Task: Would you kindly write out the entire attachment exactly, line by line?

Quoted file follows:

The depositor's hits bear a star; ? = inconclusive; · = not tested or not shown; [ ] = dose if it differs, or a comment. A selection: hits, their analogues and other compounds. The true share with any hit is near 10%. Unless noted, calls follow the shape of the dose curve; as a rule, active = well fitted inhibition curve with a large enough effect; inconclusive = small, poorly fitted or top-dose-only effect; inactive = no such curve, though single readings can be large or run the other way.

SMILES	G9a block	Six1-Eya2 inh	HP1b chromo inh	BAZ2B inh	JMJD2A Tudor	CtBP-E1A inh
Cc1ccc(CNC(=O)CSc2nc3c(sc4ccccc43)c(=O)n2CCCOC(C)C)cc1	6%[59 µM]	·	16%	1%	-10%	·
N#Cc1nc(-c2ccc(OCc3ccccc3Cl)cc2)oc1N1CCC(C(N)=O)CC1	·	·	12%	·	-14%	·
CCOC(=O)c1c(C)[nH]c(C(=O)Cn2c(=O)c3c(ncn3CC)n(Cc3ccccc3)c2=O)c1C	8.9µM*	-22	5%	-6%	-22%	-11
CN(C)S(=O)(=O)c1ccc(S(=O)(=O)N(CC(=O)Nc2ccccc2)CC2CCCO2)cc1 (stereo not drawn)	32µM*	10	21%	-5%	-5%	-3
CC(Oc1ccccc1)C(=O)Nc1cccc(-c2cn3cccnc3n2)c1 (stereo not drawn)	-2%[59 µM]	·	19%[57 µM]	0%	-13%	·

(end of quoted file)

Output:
The depositor's hits bear a star; ? = inconclusive; · = not tested or not shown; [ ] = dose if it differs, or a comment. A selection: hits, their analogues and other compounds. The true share with any hit is near 10%. Unless noted, calls follow the shape of the dose curve; as a rule, active = well fitted inhibition curve with a large enough effect; inconclusive = small, poorly fitted or top-dose-only effect; inactive = no such curve, though single readings can be large or run the other way.

SMILES	G9a block	Six1-Eya2 inh	HP1b chromo inh	BAZ2B inh	JMJD2A Tudor	CtBP-E1A inh
Cc1ccc(CNC(=O)CSc2nc3c(sc4ccccc43)c(=O)n2CCCOC(C)C)cc1	6%[59 µM]	·	16%	1%	-10%	·
N#Cc1nc(-c2ccc(OCc3ccccc3Cl)cc2)oc1N1CCC(C(N)=O)CC1	·	·	12%	·	-14%	·
CCOC(=O)c1c(C)[nH]c(C(=O)Cn2c(=O)c3c(ncn3CC)n(Cc3ccccc3)c2=O)c1C	8.9µM*	-22	5%	-6%	-22%	-11
CN(C)S(=O)(=O)c1ccc(S(=O)(=O)N(CC(=O)Nc2ccccc2)CC2CCCO2)cc1 (stereo not drawn)	32µM*	10	21%	-5%	-5%	-3
CC(Oc1ccccc1)C(=O)Nc1cccc(-c2cn3cccnc3n2)c1 (stereo not drawn)	-2%[59 µM]	·	19%[57 µM]	0%	-13%	·